What is the most common (>90%) prognosis for HPV lesions?
Spontaneous regression.
Which HPV type is the most common STD in terms of seroprevalence?
HPV 33
List the types of HPV for the following:

- cutaneous warts
- epidermodysplasia verruciformis
- laryngeal papillomas
- condyloma acuminatum
- cervical neoplasia
HPV 1-4

HPV 5 & 8

HPV 6 & 11

HPV 6 & 11

HPV 16 & 18 (31,33,35,39,45)
HPV 16 is a "high risk" HPV type that is associated with CA of what?
Cervical, vaginal, penile, anal


Heand and Neck
HPV 18 is a "high risk" HPV type that is associated with what CA?
HPV cancers affect which gender more?

What is the most common HPV induced CA?

What are the risk factors for cervical cancer?

Persistent infection

Infection with high risk HPV

Compromised immune system
What are the tests used to diagnose HPV? x2

List positive signs.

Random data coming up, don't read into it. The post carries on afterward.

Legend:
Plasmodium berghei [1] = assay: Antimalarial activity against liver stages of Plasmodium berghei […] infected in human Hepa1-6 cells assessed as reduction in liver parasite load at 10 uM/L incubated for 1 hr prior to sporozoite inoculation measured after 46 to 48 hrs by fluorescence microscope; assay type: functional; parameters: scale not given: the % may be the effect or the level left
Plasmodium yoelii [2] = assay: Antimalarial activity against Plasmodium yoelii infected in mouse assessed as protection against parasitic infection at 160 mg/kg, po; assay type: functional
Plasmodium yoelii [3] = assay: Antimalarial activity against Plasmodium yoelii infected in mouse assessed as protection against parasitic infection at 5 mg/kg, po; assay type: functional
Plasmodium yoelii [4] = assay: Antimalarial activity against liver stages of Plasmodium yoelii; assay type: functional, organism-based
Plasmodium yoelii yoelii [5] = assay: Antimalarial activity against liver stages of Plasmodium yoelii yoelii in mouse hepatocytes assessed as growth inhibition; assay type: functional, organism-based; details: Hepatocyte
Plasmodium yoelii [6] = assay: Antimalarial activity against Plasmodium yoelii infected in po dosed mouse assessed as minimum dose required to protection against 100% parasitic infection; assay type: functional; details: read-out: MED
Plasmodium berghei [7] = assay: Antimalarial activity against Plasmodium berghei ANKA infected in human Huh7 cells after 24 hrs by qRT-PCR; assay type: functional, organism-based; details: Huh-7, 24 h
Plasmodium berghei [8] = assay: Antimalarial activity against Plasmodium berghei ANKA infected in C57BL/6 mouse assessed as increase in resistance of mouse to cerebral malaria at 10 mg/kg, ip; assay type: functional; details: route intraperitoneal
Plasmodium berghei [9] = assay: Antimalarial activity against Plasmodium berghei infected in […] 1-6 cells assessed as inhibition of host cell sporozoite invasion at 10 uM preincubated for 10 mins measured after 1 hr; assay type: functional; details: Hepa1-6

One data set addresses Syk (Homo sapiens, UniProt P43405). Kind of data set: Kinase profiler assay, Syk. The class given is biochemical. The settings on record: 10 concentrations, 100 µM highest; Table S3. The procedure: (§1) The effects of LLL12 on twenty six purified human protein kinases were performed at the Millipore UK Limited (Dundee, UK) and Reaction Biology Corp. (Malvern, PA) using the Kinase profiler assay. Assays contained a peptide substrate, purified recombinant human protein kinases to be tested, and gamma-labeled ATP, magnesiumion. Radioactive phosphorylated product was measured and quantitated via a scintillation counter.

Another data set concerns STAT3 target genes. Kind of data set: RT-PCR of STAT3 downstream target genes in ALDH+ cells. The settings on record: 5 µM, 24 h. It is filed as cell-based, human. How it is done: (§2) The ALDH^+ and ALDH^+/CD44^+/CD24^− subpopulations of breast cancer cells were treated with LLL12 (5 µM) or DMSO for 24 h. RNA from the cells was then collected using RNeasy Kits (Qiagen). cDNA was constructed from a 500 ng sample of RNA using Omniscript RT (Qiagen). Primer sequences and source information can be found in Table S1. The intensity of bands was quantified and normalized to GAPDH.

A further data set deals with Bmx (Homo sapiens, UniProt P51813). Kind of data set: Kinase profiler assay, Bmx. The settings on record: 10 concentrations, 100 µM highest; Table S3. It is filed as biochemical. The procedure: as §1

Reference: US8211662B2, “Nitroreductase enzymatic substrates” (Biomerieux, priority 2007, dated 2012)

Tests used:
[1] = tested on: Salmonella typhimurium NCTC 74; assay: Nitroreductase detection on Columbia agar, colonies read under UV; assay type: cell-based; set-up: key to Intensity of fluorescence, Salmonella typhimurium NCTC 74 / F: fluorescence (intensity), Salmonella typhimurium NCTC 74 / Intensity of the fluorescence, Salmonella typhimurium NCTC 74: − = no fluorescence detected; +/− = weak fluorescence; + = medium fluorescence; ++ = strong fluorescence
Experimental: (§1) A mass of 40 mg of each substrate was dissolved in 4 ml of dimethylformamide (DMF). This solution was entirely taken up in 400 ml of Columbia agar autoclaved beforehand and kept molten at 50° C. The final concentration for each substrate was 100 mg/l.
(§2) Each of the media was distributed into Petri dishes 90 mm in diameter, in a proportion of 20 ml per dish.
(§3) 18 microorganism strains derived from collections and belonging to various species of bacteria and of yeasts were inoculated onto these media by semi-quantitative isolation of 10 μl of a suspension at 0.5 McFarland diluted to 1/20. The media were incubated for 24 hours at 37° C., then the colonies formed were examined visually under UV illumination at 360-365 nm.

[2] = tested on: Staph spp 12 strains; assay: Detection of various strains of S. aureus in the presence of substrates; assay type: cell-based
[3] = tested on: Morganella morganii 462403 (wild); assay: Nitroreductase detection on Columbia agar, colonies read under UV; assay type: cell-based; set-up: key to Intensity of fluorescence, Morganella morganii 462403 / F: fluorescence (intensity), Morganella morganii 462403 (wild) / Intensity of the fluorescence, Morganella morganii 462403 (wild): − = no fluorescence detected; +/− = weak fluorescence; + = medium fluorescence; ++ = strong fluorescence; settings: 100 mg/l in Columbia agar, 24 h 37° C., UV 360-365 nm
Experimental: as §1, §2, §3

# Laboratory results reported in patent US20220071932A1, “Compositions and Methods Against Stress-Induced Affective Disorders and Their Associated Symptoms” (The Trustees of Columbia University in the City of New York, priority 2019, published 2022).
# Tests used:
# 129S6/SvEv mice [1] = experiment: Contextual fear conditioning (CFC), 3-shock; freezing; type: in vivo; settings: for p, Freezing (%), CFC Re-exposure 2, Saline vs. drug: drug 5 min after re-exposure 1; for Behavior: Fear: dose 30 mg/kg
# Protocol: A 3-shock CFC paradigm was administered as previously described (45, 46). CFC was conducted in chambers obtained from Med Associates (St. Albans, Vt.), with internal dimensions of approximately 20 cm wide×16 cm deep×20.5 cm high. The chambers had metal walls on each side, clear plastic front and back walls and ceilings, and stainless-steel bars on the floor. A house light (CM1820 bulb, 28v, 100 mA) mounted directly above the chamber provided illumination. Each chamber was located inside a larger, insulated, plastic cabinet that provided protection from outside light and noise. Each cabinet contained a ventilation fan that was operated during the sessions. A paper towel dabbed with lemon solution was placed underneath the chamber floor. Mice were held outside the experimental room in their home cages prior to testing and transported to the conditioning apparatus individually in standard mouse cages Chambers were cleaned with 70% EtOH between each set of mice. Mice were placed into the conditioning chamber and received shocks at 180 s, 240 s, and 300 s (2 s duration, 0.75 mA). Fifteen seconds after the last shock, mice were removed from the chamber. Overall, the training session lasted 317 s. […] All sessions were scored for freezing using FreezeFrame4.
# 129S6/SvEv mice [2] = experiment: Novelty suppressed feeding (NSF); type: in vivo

Microscope (hyperkeratosis)

Papanicolaou smear (koilocytosis)
HPV vaccine:

- contains what?
- useful against what types
- how effective?
- what about from cervical neoplasias?
L1 protein

HPV 16, 18


>70% protection
What are the viruses associated with human polyomavirus? x4




- potent virus of what
- how widespread?
- etiology in tumors?
Potent DNA tumor virus

Due to contamination of poliovirus vaccine

No proof indicating etiology in tumors

- genome structure
- envelope?
- prevalence
- initial replication where?
- persists where?


Ubiquitous and persistant

Respiratory tract

What are the functions of each strand for polyomavirus?
One strand encodes early T (transforming) antigens.

Other strand encodes late structural genes (capsid proteins VP1 - VP3)
Polyomavirus is typically acquired ___________ before the age of ________.

Describe the spread of polyomavirus in the human body.
1. Inoculation of respiratory tract
(multiplies there too)